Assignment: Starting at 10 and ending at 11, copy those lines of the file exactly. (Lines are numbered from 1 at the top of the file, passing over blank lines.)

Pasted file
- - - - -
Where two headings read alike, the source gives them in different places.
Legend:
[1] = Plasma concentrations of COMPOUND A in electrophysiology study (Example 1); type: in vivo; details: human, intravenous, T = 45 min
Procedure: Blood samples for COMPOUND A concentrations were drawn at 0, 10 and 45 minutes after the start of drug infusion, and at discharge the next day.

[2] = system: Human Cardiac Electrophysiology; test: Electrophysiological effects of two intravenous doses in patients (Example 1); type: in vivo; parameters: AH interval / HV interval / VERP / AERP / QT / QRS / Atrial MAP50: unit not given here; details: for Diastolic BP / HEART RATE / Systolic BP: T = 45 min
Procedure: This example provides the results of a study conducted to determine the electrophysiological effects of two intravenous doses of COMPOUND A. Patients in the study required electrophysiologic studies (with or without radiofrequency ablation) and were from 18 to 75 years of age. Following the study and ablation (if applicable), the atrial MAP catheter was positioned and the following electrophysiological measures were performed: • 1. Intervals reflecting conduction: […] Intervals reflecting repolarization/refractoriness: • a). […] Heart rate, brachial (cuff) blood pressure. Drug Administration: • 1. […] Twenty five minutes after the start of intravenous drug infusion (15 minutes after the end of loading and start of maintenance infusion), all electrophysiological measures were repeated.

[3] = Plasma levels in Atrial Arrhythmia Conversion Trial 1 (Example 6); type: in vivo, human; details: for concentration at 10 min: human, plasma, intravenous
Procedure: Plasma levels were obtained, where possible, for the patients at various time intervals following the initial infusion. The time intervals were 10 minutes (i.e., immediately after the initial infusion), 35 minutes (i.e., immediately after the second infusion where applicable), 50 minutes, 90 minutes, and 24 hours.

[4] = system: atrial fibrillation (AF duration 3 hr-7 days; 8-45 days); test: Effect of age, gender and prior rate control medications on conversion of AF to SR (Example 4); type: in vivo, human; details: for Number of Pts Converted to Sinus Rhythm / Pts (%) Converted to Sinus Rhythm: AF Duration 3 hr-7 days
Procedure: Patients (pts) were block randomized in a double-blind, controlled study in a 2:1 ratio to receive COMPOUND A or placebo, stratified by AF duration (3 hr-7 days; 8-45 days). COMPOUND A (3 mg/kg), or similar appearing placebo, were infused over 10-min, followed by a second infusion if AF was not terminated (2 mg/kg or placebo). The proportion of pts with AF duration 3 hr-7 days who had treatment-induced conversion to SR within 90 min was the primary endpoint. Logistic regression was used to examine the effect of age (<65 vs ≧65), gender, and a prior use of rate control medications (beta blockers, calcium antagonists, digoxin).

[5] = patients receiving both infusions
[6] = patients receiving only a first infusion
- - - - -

Procedure: Patients (pts) were block randomized in a double-blind, controlled study in a 2:1 ratio to receive COMPOUND A or placebo, stratified by AF duration (3 hr-7 days; 8-45 days). COMPOUND A (3 mg/kg), or similar appearing placebo, were infused over 10-min, followed by a second infusion if AF was not terminated (2 mg/kg or placebo). The proportion of pts with AF duration 3 hr-7 days who had treatment-induced conversion to SR within 90 min was the primary endpoint. Logistic regression was used to examine the effect of age (<65 vs ≧65), gender, and a prior use of rate control medications (beta blockers, calcium antagonists, digoxin).

[5] = patients receiving both infusions